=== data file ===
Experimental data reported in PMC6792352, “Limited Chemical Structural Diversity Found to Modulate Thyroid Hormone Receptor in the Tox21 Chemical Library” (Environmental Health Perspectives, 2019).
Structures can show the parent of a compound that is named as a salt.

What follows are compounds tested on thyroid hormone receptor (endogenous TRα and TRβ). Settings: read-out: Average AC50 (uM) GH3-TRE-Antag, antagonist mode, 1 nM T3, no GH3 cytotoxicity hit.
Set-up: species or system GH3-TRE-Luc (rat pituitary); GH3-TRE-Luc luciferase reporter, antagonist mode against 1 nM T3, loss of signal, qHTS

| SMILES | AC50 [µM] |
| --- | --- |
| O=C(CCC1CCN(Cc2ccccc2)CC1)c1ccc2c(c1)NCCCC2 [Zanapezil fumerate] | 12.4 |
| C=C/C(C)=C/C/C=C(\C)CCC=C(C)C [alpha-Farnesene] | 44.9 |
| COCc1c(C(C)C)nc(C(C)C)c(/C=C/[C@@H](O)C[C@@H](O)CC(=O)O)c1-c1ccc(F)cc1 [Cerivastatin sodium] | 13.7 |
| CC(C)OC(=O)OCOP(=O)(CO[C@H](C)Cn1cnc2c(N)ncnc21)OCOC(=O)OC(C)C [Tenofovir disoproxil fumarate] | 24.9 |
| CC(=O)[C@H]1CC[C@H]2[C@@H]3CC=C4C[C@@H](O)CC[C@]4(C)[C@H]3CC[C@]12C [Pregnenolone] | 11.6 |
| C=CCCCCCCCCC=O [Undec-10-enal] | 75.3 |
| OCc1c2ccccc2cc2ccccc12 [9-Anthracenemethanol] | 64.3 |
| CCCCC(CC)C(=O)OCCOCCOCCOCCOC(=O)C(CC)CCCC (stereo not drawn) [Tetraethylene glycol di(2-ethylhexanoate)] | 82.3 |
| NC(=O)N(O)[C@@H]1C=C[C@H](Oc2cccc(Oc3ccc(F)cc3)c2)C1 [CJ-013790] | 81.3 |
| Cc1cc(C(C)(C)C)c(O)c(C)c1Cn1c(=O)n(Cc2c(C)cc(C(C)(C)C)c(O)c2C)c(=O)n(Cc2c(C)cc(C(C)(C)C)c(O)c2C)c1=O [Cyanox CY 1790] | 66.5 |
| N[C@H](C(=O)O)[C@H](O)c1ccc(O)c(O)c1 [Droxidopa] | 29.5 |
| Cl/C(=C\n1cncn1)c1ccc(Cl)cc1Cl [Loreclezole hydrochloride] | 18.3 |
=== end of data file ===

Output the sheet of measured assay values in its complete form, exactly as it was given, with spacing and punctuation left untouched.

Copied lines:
Experimental data reported in PMC6792352, “Limited Chemical Structural Diversity Found to Modulate Thyroid Hormone Receptor in the Tox21 Chemical Library” (Environmental Health Perspectives, 2019).
Structures can show the parent of a compound that is named as a salt.

What follows are compounds tested on thyroid hormone receptor (endogenous TRα and TRβ). Settings: read-out: Average AC50 (uM) GH3-TRE-Antag, antagonist mode, 1 nM T3, no GH3 cytotoxicity hit.
Set-up: species or system GH3-TRE-Luc (rat pituitary); GH3-TRE-Luc luciferase reporter, antagonist mode against 1 nM T3, loss of signal, qHTS

| SMILES | AC50 [µM] |
| --- | --- |
| O=C(CCC1CCN(Cc2ccccc2)CC1)c1ccc2c(c1)NCCCC2 [Zanapezil fumerate] | 12.4 |
| C=C/C(C)=C/C/C=C(\C)CCC=C(C)C [alpha-Farnesene] | 44.9 |
| COCc1c(C(C)C)nc(C(C)C)c(/C=C/[C@@H](O)C[C@@H](O)CC(=O)O)c1-c1ccc(F)cc1 [Cerivastatin sodium] | 13.7 |
| CC(C)OC(=O)OCOP(=O)(CO[C@H](C)Cn1cnc2c(N)ncnc21)OCOC(=O)OC(C)C [Tenofovir disoproxil fumarate] | 24.9 |
| CC(=O)[C@H]1CC[C@H]2[C@@H]3CC=C4C[C@@H](O)CC[C@]4(C)[C@H]3CC[C@]12C [Pregnenolone] | 11.6 |
| C=CCCCCCCCCC=O [Undec-10-enal] | 75.3 |
| OCc1c2ccccc2cc2ccccc12 [9-Anthracenemethanol] | 64.3 |
| CCCCC(CC)C(=O)OCCOCCOCCOCCOC(=O)C(CC)CCCC (stereo not drawn) [Tetraethylene glycol di(2-ethylhexanoate)] | 82.3 |
| NC(=O)N(O)[C@@H]1C=C[C@H](Oc2cccc(Oc3ccc(F)cc3)c2)C1 [CJ-013790] | 81.3 |
| Cc1cc(C(C)(C)C)c(O)c(C)c1Cn1c(=O)n(Cc2c(C)cc(C(C)(C)C)c(O)c2C)c(=O)n(Cc2c(C)cc(C(C)(C)C)c(O)c2C)c1=O [Cyanox CY 1790] | 66.5 |
| N[C@H](C(=O)O)[C@H](O)c1ccc(O)c(O)c1 [Droxidopa] | 29.5 |
| Cl/C(=C\n1cncn1)c1ccc(Cl)cc1Cl [Loreclezole hydrochloride] | 18.3 |